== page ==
Blanked

With flows at the Deerfield at 2,000 cfs, I called an audible and decided to go to the Farmington.

The flows are high there, too, and last night’s rain pushed the total flow to 700+ cfs. I’ve not done that well at the Farmy, normally, after a rainfall. But, I am on a quest to learn how to fish in all conditions. Since I didn’t feel like going to the Swift, which I know decently well, I headed for Connecticut.

I decided to do some new due diligence and checked out three spots at the lower stretches. Not a nibble, either for me or any other anglers. Water was 38 °F, high and a bit stained.

These are areas that I think will fish well in the spring, and I updated my Google Maps tags accordingly.

I then drove to a stretch that I knew had fish. Every parking area en route was loaded with cars. Clearly, I was late to the game.

I compared notes with a fellow angler from Stamford. He generously let me fish below his area. We both worked the water thoroughly. He often fishes that stretch in the winter and does well.

No dice for either of us. So, I went to another spot.

At the next pull out, I ran into an old friend. He and I used to fish near each other at the Swift. It was fun to see him. He said that he has not fished the Swift in years (i.e., Swift River Burn Out); he didn’t want to deal with the crowds anymore.

Instead, he has been focusing on the Farmington. Last year, he landed 1,200 fish there! He likes how it’s easy to find personal space at the Farmington. We talked about the new gear we each had and compared notes.

I then walked to the river and gladly saw Andy Lyons. I had reached out to him yesterday, and he kindly gave me some pointers (as did UpCountry’s Torrey Collins). We shot the bull for a while, and Andy showed me his set-up, a fly that was working for him, and generously gave me a fly.

Of course, a few minutes later, Andy landed a nice fish. He really does have super-hero powers. Here is one of his fish from today.

I promptly got to work. I had brought with me two rods, one for tightlining and one ready for indicator fishing and nearly ready for dries in case I saw any noses poking up top.

I tried everything and every technique at multiple runs, seams, tail-outs, edges, nooks and crannies. Nothing, not even a bump.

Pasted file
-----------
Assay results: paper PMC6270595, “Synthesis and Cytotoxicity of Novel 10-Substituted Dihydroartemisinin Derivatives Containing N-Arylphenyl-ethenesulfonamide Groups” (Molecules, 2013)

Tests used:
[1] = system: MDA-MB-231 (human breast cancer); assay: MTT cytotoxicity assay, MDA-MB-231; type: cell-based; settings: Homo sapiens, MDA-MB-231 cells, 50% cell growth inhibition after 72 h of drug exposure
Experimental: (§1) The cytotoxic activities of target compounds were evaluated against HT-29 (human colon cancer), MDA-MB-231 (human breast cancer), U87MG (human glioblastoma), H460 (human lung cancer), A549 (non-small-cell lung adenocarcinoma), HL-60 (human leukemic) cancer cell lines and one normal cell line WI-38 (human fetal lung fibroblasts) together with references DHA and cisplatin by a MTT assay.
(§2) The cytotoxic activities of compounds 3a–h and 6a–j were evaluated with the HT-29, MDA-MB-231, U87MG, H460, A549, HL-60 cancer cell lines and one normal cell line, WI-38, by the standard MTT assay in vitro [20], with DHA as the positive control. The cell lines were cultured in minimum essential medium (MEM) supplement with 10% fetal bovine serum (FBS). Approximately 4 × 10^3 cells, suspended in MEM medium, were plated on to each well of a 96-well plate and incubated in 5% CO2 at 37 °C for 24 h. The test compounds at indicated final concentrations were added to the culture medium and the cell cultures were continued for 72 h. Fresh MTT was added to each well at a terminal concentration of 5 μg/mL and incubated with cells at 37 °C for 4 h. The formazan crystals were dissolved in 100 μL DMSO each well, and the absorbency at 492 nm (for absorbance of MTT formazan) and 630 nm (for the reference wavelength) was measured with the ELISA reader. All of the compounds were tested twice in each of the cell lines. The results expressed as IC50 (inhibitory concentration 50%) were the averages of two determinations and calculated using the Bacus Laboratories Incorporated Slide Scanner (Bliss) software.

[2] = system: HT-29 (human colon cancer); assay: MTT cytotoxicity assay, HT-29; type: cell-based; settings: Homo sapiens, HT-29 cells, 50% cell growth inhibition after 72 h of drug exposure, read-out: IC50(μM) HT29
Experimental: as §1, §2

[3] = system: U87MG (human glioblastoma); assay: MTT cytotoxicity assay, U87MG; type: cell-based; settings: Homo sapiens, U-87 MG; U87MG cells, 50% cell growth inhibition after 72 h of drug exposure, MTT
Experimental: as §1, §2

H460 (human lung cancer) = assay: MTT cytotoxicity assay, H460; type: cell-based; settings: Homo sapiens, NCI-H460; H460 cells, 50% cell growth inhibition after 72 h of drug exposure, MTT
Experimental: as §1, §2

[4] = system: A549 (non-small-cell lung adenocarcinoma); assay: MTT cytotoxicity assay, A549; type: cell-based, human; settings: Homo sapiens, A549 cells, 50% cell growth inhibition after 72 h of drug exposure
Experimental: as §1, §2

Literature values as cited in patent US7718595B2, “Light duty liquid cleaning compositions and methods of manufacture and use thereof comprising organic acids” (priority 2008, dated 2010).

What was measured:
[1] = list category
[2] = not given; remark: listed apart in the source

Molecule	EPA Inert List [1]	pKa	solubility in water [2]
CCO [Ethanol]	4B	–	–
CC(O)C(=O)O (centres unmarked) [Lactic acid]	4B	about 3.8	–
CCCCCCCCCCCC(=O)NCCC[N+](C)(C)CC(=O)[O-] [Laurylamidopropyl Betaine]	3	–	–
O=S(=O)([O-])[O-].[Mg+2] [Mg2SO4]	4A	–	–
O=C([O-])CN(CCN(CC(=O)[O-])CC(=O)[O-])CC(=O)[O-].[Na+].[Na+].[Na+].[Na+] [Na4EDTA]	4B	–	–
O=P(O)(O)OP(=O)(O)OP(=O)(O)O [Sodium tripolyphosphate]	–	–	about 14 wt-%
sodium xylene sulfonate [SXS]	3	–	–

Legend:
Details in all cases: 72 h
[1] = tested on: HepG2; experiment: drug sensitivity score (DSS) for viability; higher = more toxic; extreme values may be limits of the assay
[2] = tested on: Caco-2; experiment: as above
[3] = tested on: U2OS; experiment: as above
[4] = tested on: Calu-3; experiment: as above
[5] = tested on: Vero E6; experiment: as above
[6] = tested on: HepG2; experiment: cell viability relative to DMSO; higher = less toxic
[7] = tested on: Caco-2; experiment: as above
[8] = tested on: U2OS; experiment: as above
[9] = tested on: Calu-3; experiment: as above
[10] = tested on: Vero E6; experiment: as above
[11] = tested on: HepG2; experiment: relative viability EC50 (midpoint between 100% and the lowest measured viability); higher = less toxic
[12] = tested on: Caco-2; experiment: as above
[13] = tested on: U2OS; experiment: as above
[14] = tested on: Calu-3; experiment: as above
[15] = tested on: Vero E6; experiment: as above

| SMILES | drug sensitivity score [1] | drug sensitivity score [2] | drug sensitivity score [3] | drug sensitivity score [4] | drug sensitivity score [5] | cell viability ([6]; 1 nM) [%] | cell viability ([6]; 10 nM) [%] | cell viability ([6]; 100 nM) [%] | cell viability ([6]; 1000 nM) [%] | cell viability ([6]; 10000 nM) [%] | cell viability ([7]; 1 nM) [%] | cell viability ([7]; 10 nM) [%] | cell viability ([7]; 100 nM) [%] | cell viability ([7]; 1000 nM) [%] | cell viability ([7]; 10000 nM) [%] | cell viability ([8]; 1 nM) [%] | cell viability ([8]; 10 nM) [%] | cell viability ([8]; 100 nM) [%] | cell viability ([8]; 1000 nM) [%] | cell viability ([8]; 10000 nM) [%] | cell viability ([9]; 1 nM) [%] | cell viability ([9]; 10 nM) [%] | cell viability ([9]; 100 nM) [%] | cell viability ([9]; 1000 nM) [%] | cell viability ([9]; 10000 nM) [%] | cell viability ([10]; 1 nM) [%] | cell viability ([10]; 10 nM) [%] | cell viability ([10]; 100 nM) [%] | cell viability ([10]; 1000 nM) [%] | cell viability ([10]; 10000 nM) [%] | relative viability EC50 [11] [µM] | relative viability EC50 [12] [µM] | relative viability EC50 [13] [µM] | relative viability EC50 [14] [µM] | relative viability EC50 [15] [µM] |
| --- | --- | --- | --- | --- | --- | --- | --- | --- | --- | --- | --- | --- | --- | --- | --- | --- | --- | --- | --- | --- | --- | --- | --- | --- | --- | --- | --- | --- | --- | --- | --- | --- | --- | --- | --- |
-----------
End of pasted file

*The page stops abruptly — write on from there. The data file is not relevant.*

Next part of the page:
With great FOMO, I decided to skip lunch and drove to another area that I know for certain also has fish. Nothing, not even a bump.

I did chat with two guys who also were there. They were very nice and split water with me, and they also were puzzled as to why they too had no takes. One was teaching the other how to fly fish, and all of this made me think how fly fishing is great in so many ways, particularly, when it comes to friendships.

I reluctantly reeled up and called it a day.

At the pull out, another angler was there. We chatted for about 20 minutes. He’s retired, and we talked about the day’s fishing, how he has focused on the Farmington the past 15 years and, unprompted, told me that he no longer hits the Swift (theme of the day).

We said our goodbyes, and I listened to some funny podcasts on the way home.

So, no fish today. I was blanked for the first time at the Farmington. Many were fishing, but, Andy was the only fly angler whom I saw with fish on.

But, if I had to do it all over again, I still would make the drive out. There’s just something great about being outside, finding new spots, and seeing old ones when water is high.

And, it’s great to meet up with old friends and make new ones.

No fish, but, I’ll be back. I’ll get ’em next time….

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12 thoughts on “Blanked

  1. Cheers to the effort, Jo and for writing a post we can all relate to. The Farmington has a way of humbling us but it makes the reward that much better.

  2. Don’t feel that bad Jo. I didn’t see any fish get caught and heard a lot of reports of people blanking. I’ve just got a lot of good karma built up so the river gives me some fish when conditions are difficult. You do realize I gave you a working pattern and moments later I was on a fish…again karma credits.

    1. You’re very kind to write. I greatly appreciate all of your help and pointers. The Farmington is a fantastic river, and kudos to you for knowing it so well.

      Funny, you’re right: Give a fly, get a fish.

      I’ll bring even more flies next time….

    1. Dan, same here. Congratulations on all the success! I’m not surprised. You were always landing fish left and right, even on the toughest days!

  3. I got blanked yesterday as well, my blanking took place on the lower Swift. I threw every fly under the sun, including an elk hair caddis at the end in hopes of enticing a top water hit. A friend of mine fishing 50 yards downstream connected on a stonefly pattern in a deep hole off to the side of strong current.

  4. Great post. I fished the Swift yesterday for about five hours and had one take on a G-nat. I saw the splash on top and a flash of silver below, felt the tug, and lost him because I had too much slack in the system. I’ve been thinking about that flash of silver all morning. What a great sport we have.

  5. I got blanked at a local wild trout stream as well. Saw two fish and spooked one. It truly is the hardest time of year to fish. The smallest things like sun and clouds or a change in wind can greatly affect the bite. It’s still good that you got out.

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